There’s no shortage of highly creative and incredibly cool lines of T-shirts and apparel geared toward car enthusiasts out there. Their very presence and the search for them is the reason for this site’s creation. If you’re like us, you’ve probably thought about making automotive-themed gear yourself. We’ve toyed with the idea ourselves at times, and decided to experiment in just how much work it would take to launch this sort of thing on our own.

In today’s day and age of print-on-demand product services, this isn’t hard to do. A countless number of websites provide this sort of service with a considerably low barrier of entry, though we picked TeePublic.com since we’d been featuring so many great automotive themed designs from privateer designers operating on their platform. We’ve purchased a few of these shirts ourselves, and they have held up well over time, and this experience made that site stick out to us as a solid choice from which to begin this venture.

Setting up the account was easy enough. We’re on there as @NeuLivery for those who care to check it out. Signing up is little more work than one might put into getting active on Instagram or your favorite automotive discussion forum. Create a username, enter a password and you’re nearly complete. Like many of these sites, commission payments are made via PayPal. Given we already had a PayPal account, we just needed to enter the email associated with it in order to direct the funds we earn on T-shirt sales.

Coming up with designs is the next step. Over one weekend, we came up with a few car themed ideas that spanned our obviously German-focused interest. We ranged the type of images, from stylized filter overtop a photograph as seen of the 2011 “Red Sonja” Audi R18 design, to vectored images with distressed texturing like our Audi Fox logo, and finally simple line art graphics seen here with a Mk2 Volkswagen GTI and also with an Irish (Green) themed Porsche 911 just in time for St. Patrick’s day.

Designs don’t have to be vectored scalable images, but they do have to be large enough resolution PNG files with transparencies in order to print well onto the shirts. Uploading them via the TeePublic graphic user interface takes seconds, though you’ll want to spend more time choosing which color shirts to include with a particular design, how large and where to position the design on the shirt. These adjustments can make a difference, be they size, horizontal placement and also how well the image pops on light or dark T-shirt. In some cases, as with the R18, we used a white border line (done with the stroke function in photoshop) around the design in order to make it pop off of a dark grey heather T-shirt.

Like most of these types of print-on-demand platforms, TeePublic offers a range of products on which you can print. T-shirts come in countless colors and multiple shirt styles. Long-sleeve baseball shirts, sweatshirts, hoodies and even note pads, mugs and phone cases can also be made. You’ll want to make sure you pick the available colors and styles when you upload your design, though this can all be adjusted after the fact should you care to re-think your decisions.

TeePublic offers a discount pricing for a period of time immediately following the upload of a new design. This gives you the opportunity to buy a few discounted samples or get the word out to your friends or network so that they can get a discount. Periodic sales are also regularly offered, though don’t combine with the discounting of a new design in our experience.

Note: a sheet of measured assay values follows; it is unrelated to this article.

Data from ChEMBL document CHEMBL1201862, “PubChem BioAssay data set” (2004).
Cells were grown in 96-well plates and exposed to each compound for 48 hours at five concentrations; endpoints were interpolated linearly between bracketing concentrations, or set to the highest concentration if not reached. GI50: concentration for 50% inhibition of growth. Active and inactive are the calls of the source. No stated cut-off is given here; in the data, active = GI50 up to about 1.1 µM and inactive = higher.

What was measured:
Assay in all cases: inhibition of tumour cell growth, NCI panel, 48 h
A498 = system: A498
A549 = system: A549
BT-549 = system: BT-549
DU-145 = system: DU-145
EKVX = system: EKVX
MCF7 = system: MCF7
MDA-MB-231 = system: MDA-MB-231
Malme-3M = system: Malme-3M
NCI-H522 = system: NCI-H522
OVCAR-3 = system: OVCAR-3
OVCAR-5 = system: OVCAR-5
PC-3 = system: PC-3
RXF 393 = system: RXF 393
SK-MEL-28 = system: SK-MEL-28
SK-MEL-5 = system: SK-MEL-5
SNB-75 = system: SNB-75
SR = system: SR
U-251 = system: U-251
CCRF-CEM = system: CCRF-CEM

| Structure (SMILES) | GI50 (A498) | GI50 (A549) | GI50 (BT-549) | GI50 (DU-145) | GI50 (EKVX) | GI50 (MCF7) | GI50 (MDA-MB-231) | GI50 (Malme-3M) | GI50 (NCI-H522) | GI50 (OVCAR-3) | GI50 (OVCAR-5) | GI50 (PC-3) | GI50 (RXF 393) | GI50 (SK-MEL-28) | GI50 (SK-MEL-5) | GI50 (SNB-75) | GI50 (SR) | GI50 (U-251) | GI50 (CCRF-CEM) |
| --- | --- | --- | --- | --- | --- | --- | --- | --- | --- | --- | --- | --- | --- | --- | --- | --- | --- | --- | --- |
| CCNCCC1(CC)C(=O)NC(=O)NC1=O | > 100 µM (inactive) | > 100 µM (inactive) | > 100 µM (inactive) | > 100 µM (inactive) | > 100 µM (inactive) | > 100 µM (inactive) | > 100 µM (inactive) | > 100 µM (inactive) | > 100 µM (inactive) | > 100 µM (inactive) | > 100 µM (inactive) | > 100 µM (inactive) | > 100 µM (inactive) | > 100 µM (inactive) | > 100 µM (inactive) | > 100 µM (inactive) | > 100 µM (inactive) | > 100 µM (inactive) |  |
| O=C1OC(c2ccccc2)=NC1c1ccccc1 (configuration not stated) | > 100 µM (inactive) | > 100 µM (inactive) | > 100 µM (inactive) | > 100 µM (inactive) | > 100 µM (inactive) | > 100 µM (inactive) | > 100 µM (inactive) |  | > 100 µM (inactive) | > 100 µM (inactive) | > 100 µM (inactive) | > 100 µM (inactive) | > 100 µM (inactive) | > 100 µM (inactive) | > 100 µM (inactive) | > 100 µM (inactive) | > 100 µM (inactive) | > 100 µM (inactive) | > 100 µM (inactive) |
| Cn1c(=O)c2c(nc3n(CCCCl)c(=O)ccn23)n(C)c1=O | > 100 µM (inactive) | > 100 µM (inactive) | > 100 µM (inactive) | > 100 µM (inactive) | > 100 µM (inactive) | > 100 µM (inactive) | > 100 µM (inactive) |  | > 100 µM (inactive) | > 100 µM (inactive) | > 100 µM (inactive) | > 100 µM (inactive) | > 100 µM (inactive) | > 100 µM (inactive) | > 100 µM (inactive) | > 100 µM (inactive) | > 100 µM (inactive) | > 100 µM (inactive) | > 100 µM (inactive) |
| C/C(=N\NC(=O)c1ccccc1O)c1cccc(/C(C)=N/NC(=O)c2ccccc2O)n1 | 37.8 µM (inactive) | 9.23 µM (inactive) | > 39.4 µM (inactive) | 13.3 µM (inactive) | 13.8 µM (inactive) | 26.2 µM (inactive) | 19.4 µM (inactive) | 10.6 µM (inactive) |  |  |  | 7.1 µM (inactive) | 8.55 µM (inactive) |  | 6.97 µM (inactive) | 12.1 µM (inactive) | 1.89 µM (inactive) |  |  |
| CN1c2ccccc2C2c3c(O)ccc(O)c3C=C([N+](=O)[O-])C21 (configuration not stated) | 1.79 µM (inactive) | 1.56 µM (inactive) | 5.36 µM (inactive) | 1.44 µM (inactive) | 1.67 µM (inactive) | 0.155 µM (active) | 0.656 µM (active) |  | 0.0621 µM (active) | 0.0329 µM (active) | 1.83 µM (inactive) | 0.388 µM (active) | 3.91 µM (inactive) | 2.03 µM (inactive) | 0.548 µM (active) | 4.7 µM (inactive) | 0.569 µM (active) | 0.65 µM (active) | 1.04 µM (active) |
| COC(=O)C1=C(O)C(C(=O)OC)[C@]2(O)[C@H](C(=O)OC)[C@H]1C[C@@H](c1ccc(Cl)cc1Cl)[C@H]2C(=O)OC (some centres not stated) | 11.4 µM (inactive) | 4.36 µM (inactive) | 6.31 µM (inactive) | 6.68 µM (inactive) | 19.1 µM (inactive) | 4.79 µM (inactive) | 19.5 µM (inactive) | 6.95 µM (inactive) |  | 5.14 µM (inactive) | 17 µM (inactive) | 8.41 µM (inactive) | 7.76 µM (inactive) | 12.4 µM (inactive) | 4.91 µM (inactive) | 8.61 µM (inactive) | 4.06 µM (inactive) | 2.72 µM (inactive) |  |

As you can see, we ordered a range of designs from our own store. Though you can simulate a design by uploading and looking at it in their store, there’s nothing quite like the real thing. Seeing them in the thread, much less worn and in a mirror may make you re-think elements of your offerings. For instance, we’ll want to shrink the Irish Green Porsche design on the green T-shirt very slightly, and we may lighten the green as it appears darker when printed on the shirt.

So, have we struck it rich selling T-shirts? Hardly. The TeePublic commission is relatively generous, about $4 per non-discounted T-shirt and varies depending on type of product or whether it was on sale. Having our store active for a couple of weeks and letting our friends know without beating them over the head, we’ve earned enough to buy a few coffees at Starbucks. Of course, this will vary widely depending on the design and your ability to promote it.

More importantly, we love the ease with which someone can create this sort of product. For an individual, club, website, repair shop or other organization seeking to start their own line of goods sold online, it couldn’t be much easier. That said, the pricing is high enough that there are more effective ways to purchase an inventory for re-sale in a brick and mortar store or at an event. That said, it’s incredibly easy and convenient for an aspiring artist or group who may have concerns about small minimums.

In our particular case, we have no big aspirations for the line. As we play around and come up with ideas, we’ll upload and offer them, so the low level of commitment here suits us just fine.

Is this the be all end all for someone seeking to build a brand of online apparel? Probably not. If you’re CURB, 8380Labs or the like, you’ll get better economies of scale and control over product features and quality by buying in bulk. For everyone else though, it could make for a very fun project or fundraiser at the very least.

For more information on our T-shirt designs and to check out our online store over on TeePublic, you can see it HERE.

 

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